Chapter 5: A Utopia of Swimsuits and Fruits.
Just what were our enemies?
I’m sure the people of this city -no, even this world- would agree that it would be the <Unknowns>. Seeing that they were an alien life form that almost drove us to extinction, there was no doubt that they were the clear answer to the question.
That being said, allow me to ask a different question.
Just what were our enemies?
Ask that again and the majority of the people would just stare back blankly. They would think that perhaps maybe they misheard the question, and in the end, they would give the exact same answer: The <Unknowns>. And of course, it would be a fine answer.
But, let me try throwing out another question to follow up.
Just what were our enemies?
Ask that again and some people would think that they were being made fun of, or maybe there were some ulterior motives for asking the same question three times in a row. They might get angry or just ignore the question altogether. Despite that, I’m sure the majority of people would answer it with the exact same answer once again. But would they really mean it?
The question “Just what were our enemies?” could be interpreted in many different ways. It’s completely up each person to decide on which interpretation to take. So, if the question was repeated four, even five times, the meaning of it would begin to change a little depending on the person as more thought was put into it. People’s answers would then diverge:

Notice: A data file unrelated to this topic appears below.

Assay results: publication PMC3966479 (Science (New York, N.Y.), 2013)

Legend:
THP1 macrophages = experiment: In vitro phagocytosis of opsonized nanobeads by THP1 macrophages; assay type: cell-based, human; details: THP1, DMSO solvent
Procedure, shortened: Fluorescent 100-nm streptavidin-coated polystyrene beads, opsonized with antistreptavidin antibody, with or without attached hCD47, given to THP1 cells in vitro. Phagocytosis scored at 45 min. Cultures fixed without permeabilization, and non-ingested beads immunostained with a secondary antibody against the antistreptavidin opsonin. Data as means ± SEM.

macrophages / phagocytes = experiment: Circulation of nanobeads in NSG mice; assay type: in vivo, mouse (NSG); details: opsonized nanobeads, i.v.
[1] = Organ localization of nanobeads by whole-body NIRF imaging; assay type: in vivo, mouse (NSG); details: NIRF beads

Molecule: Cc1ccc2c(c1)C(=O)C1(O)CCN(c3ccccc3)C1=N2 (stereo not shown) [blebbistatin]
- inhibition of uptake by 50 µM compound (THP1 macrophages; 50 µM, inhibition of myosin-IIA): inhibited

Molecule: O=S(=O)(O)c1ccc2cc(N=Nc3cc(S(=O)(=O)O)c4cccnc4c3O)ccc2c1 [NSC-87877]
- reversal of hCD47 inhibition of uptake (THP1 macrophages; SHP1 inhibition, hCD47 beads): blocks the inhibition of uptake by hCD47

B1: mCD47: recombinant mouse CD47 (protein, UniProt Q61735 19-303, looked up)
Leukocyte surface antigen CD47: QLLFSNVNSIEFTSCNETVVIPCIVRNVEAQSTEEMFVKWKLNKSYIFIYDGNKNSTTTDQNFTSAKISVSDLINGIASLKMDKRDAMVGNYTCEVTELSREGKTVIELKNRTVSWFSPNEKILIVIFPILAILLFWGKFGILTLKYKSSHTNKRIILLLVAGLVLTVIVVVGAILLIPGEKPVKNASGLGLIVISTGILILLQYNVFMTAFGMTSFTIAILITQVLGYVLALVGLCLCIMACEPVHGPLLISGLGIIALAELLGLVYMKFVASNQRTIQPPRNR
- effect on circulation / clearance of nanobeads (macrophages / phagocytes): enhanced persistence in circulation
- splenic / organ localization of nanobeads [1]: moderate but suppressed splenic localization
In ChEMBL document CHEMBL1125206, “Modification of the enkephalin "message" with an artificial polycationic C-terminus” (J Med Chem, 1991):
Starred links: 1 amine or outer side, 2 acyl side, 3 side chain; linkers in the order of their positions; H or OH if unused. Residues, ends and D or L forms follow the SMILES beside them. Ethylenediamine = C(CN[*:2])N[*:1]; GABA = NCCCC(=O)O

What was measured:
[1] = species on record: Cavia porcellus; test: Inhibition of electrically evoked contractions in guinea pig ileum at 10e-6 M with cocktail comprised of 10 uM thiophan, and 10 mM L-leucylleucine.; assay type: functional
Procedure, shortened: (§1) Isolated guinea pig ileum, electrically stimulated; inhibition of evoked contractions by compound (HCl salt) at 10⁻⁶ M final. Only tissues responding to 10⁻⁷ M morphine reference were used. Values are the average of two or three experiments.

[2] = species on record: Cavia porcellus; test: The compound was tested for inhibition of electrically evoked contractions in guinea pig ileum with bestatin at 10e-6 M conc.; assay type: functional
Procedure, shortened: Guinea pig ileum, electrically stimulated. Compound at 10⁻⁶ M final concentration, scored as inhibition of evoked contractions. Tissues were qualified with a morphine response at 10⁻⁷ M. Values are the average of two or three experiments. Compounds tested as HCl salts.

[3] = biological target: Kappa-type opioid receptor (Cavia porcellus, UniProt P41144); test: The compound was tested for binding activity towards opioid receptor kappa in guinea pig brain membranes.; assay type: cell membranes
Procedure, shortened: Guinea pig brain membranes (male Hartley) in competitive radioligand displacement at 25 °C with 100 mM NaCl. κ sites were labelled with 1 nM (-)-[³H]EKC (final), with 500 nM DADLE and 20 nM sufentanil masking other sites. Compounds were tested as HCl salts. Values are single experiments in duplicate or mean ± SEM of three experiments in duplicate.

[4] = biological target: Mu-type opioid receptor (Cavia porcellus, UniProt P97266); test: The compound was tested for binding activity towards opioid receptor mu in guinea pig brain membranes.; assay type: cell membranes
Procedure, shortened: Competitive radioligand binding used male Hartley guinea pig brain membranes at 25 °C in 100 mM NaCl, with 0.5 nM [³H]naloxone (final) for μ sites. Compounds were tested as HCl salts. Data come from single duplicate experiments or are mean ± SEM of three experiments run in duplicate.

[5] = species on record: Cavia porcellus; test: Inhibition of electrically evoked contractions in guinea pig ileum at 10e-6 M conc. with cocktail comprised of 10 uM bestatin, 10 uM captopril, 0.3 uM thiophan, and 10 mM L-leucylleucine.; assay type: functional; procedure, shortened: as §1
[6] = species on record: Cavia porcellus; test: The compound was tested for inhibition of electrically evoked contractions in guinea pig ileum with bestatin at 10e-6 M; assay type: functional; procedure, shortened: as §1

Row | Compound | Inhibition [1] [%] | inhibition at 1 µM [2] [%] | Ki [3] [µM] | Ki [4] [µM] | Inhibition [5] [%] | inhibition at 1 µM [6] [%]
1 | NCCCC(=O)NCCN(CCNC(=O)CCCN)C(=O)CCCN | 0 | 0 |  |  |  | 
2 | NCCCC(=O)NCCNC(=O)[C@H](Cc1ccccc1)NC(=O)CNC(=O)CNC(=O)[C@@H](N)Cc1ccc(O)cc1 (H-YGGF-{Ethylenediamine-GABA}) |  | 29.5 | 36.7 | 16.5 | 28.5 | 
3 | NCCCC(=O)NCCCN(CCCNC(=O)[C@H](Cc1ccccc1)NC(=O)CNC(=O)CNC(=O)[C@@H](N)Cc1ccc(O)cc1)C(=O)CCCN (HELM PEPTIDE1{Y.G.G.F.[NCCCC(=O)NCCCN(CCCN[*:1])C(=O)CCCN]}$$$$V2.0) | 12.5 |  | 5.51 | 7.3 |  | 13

“It’s the <Unknowns>… nothing else!”
“It’s the militaries from the other cities that compete with us for rewards.”
“No… The real enemy is from within.”
“Wait a second… the real enemy is time. Time affects us all, and we can’t go against it.”
“It’s literally everyone else. We are always competing for rewards, right?”
“I take my old answer back. Humanity itself is our worst enemy.”
“Errr… I dunno.”
“Sometimes it’s our very own history that we must overcome.”
“Our society can kind of be like an enemy, actually.”
“Everything in this world is the enemy.”
These answers weren’t strange at all. In fact, many were probably right on the mark. Fundamentally, however, nobody realized one important thing.
Just what were our enemies?
I myself had a slightly different answer to that question. It was something so terrible that it would inevitably wipe out humanity one day, as it was easily capable of doing so. It was, without a doubt, much more threatening than any other answer out there. Of all the evils in the world, this one was the worst of them all. In fact, no amount of good could go against it.
I’m talking, of course, about work. Humanity’s mortal enemy was none other than work itself. It’s because of work that we had to fight. It’s because of work that we were given the order to annihilate all the <Unknowns>, and it’s because of work that we had to obey those orders. It’s because of work that we had to compete with each other for points, and it’s because of work that we had to meet our quotas.
If we had not been given this work we called war, then we would have no enemies. Work itself established the enemy and dictated which enemies we needed to fight.
So with all that said, let’s call work the enemy of all mankind. Naturally, the people at the top who allocated all this work weren’t aware of this. I’m sure they thought that the work they assigned would have some impact on the world for better or for worse. There were some within them who strove for love and peace, and others who just simply loved giving out orders.